It’s very nice to see the vintage lenses I constantly talk about being use on serious commercial projects. The video above was shot by a twitter friend of mine, an awesome DP/Photographer & very informative blogger, Adam Roberts. I first met Adam when he won one of my Helios 44-2 lenses I was giving away a year ago. I don’t know if that started his love for vintage glass or not, but he now has a nice little set of Russian lenses. When I first saw the video above I was really impressed my Adam’s effort, but little did I know that he shot the whole thing with his 3 very affordable vintage Russian primes, so when I found out I’ve asked Adam if he could write a little blog post about his experience using these lenses for his professional shoot. He kindly agreed and here is what he has to say:
Back in around June 2012 I was asked to direct and shoot a short brand film for Tullamore Dew called “The Furnace of Resurrection”. The brief from the agency was to create a documentary film following on from the concept of their “virtual furnace” where Facebook users could “burn all that is dishonesty and fake in the world”.
The idea was that all the Facebook submissions were to be burnt in a real furnace to produce charcoal that would then be used to create something “True”.
Sitting with the team behind the idea it was quickly established that they wanted something that felt timeless and authentic rather than feeling punchy and looking like reality TV.
I went away a did some thinking and wrote a treatment for the film. Eventually after a few revisions and budget discussions we had client sign-off and the green light.
One of the key elements in creating the look was the lenses I chose to use. I have a set of vintage Russian stills lenses designed for the M42 mount Zenith cameras. The nice thing about these lenses is that they are not perfect. They have imperfections that are exactly what we were after. Rather than producing images that are super sharp these lenses produce a dreamy “classic” feel, they flare easily and the way they render colour was perfect for the look were were aiming for.
We uses 3 lenses during production.
The original plan was to use a technique call “Lens Whacking” (a technique where you shoot with the lens disconnected from the camera) so we could generate additional flares and light leaks. What was I thinking??? We were shooting in the middle of a forrest in March. Tempratures in the Northern Hemisphere had yet to start warming up and even the mud was still frozen. Hand holding a metal lens body in those conditions was almost impossible. So rather than drop the lenses in the freezing mud we worked with the smoke and light coming in through the trees to achieve a lot of the look were were after.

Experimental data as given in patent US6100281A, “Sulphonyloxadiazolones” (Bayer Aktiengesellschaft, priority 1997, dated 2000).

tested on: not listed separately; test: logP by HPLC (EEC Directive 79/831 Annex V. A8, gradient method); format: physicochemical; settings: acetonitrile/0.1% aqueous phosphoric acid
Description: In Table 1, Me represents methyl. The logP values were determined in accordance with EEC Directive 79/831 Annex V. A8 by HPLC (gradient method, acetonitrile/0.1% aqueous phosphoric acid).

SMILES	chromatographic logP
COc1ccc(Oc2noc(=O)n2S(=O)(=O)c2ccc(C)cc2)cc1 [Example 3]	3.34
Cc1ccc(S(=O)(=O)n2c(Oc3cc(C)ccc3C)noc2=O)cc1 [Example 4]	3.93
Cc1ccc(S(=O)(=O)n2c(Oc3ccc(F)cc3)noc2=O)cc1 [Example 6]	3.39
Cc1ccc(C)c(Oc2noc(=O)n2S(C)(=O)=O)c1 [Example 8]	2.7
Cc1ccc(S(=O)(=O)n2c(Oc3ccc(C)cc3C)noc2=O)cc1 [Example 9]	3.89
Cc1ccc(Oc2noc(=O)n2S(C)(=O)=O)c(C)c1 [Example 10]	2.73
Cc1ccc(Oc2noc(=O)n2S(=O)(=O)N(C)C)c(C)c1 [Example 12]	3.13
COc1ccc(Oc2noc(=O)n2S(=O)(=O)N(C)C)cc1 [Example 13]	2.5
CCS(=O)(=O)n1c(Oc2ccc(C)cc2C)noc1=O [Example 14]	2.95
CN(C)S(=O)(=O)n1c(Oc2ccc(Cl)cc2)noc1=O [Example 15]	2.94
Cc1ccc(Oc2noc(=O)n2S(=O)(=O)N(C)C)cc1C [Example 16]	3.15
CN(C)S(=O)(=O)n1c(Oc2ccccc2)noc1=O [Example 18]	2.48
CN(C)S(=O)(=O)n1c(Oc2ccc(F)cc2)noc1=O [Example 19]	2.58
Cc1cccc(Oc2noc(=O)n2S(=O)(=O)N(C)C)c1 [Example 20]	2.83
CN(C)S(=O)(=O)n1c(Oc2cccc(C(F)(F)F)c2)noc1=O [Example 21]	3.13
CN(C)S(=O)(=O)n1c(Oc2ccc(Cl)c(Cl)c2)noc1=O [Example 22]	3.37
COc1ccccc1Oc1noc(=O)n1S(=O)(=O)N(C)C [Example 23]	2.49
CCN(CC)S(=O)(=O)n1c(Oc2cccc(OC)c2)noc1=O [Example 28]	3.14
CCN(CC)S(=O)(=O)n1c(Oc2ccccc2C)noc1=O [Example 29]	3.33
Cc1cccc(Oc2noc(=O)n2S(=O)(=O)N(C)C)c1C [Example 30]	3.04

Once the edit was complete the project was then graded using the Film Convert plugin in Final Cut Pro X.
For me the use of Russian vintage glass makes a perfect sense for project Adam was working on. It definitely has more organic, filmic look than ultra sharp and clean modern glass. I’ve said before that there is absolutely nothing wrong with the look of modern glass, but vintage lenses undoubtedly have more character which one of many reasons is why many of us use them including Adam & myself. I myself have 2 out 3 lenses Adam used and Jupiter 9 has been on my wish list for a while. I personally couldn’t recommend them enough. If you haven’t done so, make sure to check out my Helios 44-2 and MIR-1 reviews/tests to see what they are all about.
I would like to thank Adam for his great post which adds yet another, valuable perspective on vintage lenses. Make sure to check out his very informative Blog & follow him on Twitter for his latest updates.
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